We do descriptive evaluations and portfolio assessments of our children in all grades. In seventh and eighth grades, children receive grades as a way of preparing them for high school.
Grades are a very poor motivator. The greatest motivation for learning is children’s innate interest in exploring new things. Children get deeply involved in their studies at the Co-op. They share their learning with one another. They come to feel that they’re expert about their studies and fields of interest.
We give students in grades three through seven the Terra Nova tests. (Third graders take them for practice.) These are comprehensive tests that measure reading, writing (spelling, grammar, punctuation, and composition), and math. We do not spend a lot of time with test preparation; our test preparation is to show children how to think through the questions they’re being asked and to review some of the facts and skills that the tests require. Our real focus is to engage children in real learning. (Immeasurable outcomes include, for instance, the ability to collaborate, enthusiasm about a task, the ability to organize and involve others in getting a job done, compassion, understanding, looking at many sides of an issue.)
The biggest surprise for many children who’ve come from a traditional program is that our children are so friendly. They are genuinely interested in the well-being of their new classmates. They are aware of what it takes for a new person to settle in. There is an adjustment period for all children; they want to learn the new rules. But the adjustment is aided by being in a community that is there to help. We’re not a competitive community; we’re not interested in one-upping anyone. This helps new students (and parents) find a place where they are comfortable.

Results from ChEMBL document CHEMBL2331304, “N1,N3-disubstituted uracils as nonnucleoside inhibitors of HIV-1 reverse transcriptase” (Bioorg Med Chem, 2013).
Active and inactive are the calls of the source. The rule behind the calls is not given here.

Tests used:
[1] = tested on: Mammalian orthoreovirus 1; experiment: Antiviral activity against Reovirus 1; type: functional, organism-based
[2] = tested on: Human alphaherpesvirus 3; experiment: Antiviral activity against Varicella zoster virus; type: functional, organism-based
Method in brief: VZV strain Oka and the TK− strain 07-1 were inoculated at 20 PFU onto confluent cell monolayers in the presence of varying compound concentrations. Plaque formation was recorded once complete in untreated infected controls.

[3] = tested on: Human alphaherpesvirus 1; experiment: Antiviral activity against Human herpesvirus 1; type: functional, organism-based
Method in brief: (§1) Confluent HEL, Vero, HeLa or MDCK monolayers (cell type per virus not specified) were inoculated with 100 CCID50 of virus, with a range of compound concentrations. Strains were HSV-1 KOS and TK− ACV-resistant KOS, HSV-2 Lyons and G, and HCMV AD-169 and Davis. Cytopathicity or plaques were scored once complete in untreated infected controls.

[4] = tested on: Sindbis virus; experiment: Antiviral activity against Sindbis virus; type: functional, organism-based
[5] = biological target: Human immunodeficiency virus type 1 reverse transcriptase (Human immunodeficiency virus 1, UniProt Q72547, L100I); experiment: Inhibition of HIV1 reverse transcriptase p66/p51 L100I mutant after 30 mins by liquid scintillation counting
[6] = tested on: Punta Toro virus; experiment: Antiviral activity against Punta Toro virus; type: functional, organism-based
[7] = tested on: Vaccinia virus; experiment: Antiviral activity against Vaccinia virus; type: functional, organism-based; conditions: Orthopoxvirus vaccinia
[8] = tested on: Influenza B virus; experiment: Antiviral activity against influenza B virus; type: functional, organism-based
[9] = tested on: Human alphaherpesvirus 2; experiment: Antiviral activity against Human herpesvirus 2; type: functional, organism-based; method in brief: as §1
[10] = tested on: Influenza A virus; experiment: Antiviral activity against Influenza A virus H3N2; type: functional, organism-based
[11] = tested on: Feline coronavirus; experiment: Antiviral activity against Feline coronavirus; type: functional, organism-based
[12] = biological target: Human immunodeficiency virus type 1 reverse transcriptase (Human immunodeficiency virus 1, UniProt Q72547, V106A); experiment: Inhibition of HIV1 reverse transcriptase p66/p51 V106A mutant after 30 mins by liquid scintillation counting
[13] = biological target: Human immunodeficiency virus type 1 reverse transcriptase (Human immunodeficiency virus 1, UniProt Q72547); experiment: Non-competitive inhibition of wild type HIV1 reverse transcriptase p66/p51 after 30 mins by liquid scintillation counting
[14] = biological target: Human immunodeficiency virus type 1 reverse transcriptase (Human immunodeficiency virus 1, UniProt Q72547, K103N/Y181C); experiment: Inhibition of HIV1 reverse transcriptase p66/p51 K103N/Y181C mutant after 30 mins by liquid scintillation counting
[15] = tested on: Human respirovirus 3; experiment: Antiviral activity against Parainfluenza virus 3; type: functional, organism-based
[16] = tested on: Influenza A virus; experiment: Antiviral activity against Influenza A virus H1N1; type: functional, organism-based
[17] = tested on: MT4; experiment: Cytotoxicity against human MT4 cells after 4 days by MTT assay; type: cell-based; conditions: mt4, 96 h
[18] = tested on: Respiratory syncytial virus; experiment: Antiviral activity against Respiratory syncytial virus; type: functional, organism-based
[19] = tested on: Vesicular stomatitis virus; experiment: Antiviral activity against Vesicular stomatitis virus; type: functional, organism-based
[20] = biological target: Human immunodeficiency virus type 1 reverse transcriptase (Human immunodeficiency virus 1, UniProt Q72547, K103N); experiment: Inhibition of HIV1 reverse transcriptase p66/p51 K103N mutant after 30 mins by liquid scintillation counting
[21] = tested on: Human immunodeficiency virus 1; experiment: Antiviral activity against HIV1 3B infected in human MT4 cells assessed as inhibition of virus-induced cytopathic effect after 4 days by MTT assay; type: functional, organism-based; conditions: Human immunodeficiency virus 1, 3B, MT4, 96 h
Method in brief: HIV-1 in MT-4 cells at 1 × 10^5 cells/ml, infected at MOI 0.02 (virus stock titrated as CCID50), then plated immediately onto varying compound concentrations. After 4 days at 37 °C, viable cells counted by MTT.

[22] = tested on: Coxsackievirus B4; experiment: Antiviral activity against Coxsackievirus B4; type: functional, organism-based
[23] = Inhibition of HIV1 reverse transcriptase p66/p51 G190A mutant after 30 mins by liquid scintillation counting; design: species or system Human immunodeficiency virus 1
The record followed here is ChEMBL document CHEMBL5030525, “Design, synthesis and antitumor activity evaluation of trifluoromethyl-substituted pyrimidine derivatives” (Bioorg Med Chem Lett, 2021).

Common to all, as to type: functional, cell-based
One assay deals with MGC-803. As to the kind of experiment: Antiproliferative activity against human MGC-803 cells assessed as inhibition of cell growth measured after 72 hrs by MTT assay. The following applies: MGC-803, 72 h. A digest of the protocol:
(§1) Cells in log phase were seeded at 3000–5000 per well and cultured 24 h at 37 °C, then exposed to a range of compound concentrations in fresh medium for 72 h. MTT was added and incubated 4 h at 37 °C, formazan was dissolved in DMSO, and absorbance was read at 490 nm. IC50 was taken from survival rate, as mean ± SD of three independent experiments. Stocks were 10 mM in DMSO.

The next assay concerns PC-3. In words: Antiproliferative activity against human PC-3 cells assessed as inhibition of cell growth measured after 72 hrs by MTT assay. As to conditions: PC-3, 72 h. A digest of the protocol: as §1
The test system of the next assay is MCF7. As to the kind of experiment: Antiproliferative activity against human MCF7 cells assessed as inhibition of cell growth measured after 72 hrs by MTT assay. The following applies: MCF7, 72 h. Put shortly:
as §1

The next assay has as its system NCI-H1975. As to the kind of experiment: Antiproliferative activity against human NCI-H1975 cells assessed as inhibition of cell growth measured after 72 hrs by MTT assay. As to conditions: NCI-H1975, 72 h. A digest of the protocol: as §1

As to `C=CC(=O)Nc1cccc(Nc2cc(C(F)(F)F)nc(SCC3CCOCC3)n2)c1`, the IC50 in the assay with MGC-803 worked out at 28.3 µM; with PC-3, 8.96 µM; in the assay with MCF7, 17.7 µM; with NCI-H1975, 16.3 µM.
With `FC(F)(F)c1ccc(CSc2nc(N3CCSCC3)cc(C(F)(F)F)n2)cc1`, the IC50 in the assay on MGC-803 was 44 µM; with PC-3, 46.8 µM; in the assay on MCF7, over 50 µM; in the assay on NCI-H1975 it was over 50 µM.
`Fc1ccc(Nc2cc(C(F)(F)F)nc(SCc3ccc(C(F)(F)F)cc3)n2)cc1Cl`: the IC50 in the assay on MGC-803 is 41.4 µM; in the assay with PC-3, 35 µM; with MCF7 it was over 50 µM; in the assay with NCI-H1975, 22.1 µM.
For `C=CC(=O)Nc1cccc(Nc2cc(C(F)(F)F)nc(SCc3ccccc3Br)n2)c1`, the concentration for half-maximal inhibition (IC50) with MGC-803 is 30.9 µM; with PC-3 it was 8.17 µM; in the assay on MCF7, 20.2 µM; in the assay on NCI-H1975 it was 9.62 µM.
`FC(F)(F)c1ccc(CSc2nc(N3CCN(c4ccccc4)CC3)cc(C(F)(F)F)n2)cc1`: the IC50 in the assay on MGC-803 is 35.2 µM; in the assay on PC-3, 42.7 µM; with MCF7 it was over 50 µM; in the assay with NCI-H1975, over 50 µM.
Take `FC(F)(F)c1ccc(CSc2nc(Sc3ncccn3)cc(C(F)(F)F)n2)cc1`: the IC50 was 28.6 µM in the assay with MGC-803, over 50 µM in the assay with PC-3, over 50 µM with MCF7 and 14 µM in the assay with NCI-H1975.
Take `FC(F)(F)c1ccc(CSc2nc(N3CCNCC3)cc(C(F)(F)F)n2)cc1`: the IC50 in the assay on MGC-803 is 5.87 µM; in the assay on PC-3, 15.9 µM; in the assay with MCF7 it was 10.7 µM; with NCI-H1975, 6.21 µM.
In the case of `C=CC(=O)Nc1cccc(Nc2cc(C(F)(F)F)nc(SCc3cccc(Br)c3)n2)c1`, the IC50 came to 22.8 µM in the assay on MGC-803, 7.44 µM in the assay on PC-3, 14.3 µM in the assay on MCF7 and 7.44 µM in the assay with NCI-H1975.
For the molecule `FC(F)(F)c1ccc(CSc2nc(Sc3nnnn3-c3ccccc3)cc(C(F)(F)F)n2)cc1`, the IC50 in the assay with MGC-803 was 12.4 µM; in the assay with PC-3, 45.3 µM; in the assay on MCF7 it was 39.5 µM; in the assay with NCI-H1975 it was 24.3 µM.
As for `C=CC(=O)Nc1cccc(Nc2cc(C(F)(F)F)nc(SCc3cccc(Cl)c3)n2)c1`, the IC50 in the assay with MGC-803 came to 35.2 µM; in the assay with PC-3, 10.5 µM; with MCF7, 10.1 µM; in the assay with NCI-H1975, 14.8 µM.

Teachers and students work closely together to form real partnerships in learning. Our classes are small enough that every child is well known to the teacher. Teachers discuss the child’s thinking individually and in small groups. This gives insight into each student as a learner. The teacher then plans curriculum that will stretch each child individually.
The answer is yes. Parents may choose to waive this obligation by paying a specified “buy-out” fee which provides for a substitute helper in the classroom. If a family is unable to undertake a full assist schedule but would like to assist on an occasional basis, this can be worked into the class schedule.